Imho present pop and official psychology greatly overestimates unhappiness caused by loss (money, spouse, etc.), decay (illness), violence and abuse. There is a reason for that: firstly, unhappiness attribution of this kind masks other causes, while focussing on causes that are random (eg. accident, crime) or individual (spouse runs off) and leaves cultural, societal, and general political-economic considerations in the shade. We refuse to look at the bigger picture.

Second, it provides an excuse for sadism - the poor losers are victims who deserve pity or scorn, which may be tempered or hidden, following blame attribution. In both cases they are victims, if only of Fate, and thus lowered on the social scale, and can be abused again. A victim is the last thing anyone wants to be.

Naked, unbridled competition - as opposed to that, for ex. on the sports field - makes people miserable. Humans do not like to see others suffer, they do not like to ‘take advantage’ too much (all lab social psych research shows this), they are altruistic, they are capable of great self-sacrifice. We are group animals and survive because of the group.

So there is a lot of space for extremely positive change.

I sincerely doubt I would be just as happy 1 year later if I won $300 million vs. being a paraplegic. “Homes for old ppl. are a misery” - Happiness research is full of glitches, some of it is pure junk. Happiness is not a mental state or emotion that researchers in the emotion field can or do identify, as an ‘intrinsic’ emotion, as opposed to eg. fear, surprise, disgust. ‘Synthesizing’ and emotion like happiness is a metaphor, or a catchy expression, it doesn’t mean much - nothing at all brain-wise. One might as well say “one is grateful for small mercies” or “people make the best of it,” “some always see the bottle as half full”, etc.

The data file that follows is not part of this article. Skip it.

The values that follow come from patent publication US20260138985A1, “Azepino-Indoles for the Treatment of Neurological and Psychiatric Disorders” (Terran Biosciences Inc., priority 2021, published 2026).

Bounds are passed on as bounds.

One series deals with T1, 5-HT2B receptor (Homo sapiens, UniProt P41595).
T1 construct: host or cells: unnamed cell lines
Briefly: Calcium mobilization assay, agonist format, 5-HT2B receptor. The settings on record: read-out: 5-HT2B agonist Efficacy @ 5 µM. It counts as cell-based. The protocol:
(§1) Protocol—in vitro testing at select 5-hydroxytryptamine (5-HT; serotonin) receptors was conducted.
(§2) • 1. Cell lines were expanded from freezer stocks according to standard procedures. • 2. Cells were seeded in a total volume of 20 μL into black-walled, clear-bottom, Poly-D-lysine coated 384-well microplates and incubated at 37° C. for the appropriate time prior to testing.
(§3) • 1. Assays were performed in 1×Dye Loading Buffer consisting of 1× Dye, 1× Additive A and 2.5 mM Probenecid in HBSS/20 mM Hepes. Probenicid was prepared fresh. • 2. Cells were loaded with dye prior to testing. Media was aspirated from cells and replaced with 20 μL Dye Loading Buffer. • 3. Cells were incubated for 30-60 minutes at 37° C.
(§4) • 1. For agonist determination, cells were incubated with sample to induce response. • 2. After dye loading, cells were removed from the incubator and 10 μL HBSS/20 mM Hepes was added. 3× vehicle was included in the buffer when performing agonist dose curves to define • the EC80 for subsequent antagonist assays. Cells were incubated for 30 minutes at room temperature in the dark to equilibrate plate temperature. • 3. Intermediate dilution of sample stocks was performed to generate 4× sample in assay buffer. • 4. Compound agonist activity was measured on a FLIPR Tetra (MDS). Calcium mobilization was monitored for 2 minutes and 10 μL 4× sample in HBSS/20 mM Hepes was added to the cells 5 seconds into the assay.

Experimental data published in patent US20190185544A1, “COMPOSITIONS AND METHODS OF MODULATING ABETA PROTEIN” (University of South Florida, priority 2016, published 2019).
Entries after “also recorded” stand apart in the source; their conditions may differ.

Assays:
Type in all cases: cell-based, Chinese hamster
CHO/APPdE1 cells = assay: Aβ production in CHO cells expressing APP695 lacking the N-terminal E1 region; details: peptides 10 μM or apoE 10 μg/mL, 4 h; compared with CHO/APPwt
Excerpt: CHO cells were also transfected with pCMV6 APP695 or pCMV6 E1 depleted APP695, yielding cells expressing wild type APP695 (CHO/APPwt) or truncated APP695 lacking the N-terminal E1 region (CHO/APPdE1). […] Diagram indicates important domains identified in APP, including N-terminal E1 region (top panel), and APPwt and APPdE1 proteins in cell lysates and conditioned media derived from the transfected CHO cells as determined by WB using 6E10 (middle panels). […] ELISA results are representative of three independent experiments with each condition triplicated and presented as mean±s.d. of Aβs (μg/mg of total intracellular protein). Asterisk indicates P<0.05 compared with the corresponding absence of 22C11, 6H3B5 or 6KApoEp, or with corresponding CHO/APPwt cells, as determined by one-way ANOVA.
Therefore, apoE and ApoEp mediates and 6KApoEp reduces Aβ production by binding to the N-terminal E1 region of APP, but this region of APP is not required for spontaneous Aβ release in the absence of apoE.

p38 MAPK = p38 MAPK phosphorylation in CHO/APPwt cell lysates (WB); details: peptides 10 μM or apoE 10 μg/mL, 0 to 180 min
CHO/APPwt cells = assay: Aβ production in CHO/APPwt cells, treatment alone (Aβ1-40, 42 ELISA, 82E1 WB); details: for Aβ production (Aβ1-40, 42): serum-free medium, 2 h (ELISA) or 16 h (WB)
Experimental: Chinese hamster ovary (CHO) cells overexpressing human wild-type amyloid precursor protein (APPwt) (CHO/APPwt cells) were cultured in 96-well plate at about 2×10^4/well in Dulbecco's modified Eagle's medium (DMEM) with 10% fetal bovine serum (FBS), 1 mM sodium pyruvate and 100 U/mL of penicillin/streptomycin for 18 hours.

There are two kinds of happiness – temporary and enduring. The inexorable pursuit of the first has produced the overconsumption and misery we see around us. It is the kind that is never satisfied for long because it is based on fantasy and stimulation – things that fade as soon as they are experienced.

Enduring happiness is based on a sense of purpose, meaning and direction in life. When I truly became aware of the impact Peak Oil (and climate change, pollution, economic collapse, etc. etc.) would have in our lives and in our world, and when I thought about our children and grandchildren, I got deeply depressed. Sort of a dark night of the soul experience. I have gradually climbed out of the depression by realizing I have work to do. Now, when I read the articles, hear the news and start getting that panicked feeling, I tell myself:

This is the world I’ve come to serve.

For those interested in the psychology of affective responses to choice situations, I further recommend The Paradox of choice : Why Less is more by Barry Schwarz. The IT conversations interview alone (53 minutes) is quite informative.